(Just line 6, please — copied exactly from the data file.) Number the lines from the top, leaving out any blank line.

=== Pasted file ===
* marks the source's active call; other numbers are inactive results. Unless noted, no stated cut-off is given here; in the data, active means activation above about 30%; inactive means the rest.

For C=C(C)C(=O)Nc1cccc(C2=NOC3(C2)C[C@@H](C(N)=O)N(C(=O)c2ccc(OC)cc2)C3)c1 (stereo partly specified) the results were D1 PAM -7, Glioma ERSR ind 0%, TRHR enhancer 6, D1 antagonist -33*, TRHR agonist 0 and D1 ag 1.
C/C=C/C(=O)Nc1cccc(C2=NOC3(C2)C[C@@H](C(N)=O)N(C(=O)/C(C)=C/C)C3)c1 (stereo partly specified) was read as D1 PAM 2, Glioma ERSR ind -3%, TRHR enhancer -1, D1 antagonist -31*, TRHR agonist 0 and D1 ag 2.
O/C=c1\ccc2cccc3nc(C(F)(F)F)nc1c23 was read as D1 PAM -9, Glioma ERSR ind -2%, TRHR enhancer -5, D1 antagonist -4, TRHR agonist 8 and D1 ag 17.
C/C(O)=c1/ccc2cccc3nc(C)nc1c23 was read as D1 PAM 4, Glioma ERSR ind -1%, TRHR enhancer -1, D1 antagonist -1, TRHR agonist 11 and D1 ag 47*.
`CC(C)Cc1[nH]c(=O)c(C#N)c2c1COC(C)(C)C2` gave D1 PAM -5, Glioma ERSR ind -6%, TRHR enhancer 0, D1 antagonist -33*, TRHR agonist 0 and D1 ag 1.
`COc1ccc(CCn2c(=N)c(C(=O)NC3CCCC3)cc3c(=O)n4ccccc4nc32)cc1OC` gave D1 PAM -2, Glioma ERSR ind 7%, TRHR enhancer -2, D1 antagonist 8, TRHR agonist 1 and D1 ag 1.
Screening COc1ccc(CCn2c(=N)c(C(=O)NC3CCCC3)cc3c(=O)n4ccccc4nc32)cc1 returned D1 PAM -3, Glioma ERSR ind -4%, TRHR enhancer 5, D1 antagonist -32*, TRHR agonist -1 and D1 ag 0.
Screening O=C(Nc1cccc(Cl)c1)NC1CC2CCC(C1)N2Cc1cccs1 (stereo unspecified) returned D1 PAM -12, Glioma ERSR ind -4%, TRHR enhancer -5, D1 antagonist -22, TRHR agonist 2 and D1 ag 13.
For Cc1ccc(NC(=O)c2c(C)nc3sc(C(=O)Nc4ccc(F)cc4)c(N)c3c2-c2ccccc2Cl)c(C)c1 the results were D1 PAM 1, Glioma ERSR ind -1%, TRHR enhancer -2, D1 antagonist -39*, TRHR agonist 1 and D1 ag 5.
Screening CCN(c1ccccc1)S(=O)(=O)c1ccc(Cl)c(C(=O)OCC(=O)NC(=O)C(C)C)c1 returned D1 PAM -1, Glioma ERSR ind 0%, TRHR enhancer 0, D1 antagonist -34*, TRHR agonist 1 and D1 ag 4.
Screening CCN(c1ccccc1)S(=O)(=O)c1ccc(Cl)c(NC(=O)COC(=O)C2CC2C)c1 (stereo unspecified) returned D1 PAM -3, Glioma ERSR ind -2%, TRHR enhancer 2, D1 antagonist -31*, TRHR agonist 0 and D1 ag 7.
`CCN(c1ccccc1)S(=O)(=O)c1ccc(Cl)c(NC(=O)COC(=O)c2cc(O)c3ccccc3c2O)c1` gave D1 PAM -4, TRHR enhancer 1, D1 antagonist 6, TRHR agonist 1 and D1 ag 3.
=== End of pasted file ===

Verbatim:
`CC(C)Cc1[nH]c(=O)c(C#N)c2c1COC(C)(C)C2` gave D1 PAM -5, Glioma ERSR ind -6%, TRHR enhancer 0, D1 antagonist -33*, TRHR agonist 0 and D1 ag 1.